‘Robert Louis Stevenson and the Art of Collaboration’, by Audrey Murfin

In this era of ‘team spirit,’ corporate production, and public engagement, a collaborative text might seem a norm, even an inevitability. For Robert Louis Stevenson, however, standing squarely in the conceptual era of ‘authority,’ shared projects often have translated into critical malaise. If ‘the author’ as authority died the death of theorisation in the twentieth century, representing a category for marketing more than a capacity as writer, for Stevenson’s nineteenth-century literary cohort and his early critics, his collaborations made him less marketable because less authoritative in person. And yet, in his moment, Stevenson was not atypical: in 1891, Brander Matthews produced With My Friends: Tales Told in Partnership (Longmans); by 1908, Henry James was participating with eleven others in The Whole Family (Harper). Such texts sometimes were generated through publishers. For Harper, The Whole Family was guided by editor Elizabeth Jordan, who also produced a chapter, and the serial in Harper’s Bazaar met a further audience as a book. Collaboration must have had its commercial benefits. Nor was it necessarily denied respect as a genre. It merited attention and defence in 1892 from Walter Besant, himself a collaborative writer. In the New Review, Besant reminded readers that as a literary strategy, its practitioners included the great Elizabethan dramatists, and he ran the line of stage collaboration up through Robert Louis Stevenson and William Ernest Henley.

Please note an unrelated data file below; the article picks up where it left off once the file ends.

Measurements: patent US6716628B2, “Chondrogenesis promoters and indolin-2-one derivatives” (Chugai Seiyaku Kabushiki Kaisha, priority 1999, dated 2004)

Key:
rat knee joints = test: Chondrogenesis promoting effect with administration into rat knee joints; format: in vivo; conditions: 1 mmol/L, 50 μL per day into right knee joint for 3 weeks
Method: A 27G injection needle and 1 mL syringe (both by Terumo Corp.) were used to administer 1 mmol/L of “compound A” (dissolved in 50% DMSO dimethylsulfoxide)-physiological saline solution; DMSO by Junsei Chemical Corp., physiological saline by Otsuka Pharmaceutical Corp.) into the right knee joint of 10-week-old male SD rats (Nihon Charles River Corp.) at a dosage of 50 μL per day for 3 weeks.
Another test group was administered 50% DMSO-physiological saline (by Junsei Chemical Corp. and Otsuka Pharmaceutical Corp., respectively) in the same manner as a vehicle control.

Nonetheless, neither Stevenson’s collaborative fictions nor his plays have fared well in critical opinion. Sidney Colvin, Stevenson’s mentor, critic, and sometime editor pondered suppressing The Ebb-Tide both for its dark, South Seas tale and for its origins in a collaboration with Stevenson’s stepson, Lloyd Osbourne. Now, Audrey Murfin gives us an intriguing, book-length study of Stevenson as collaborator. Her investigation illuminates Stevenson’s life, his partnerships and his writing. In so doing, it refigures him as an experimental writer. Stevenson tested ideas and stretched genres. He issued a challenge to ‘authority’ through collaboration as productive of text, yes; but, more importantly, his challenge was thematic.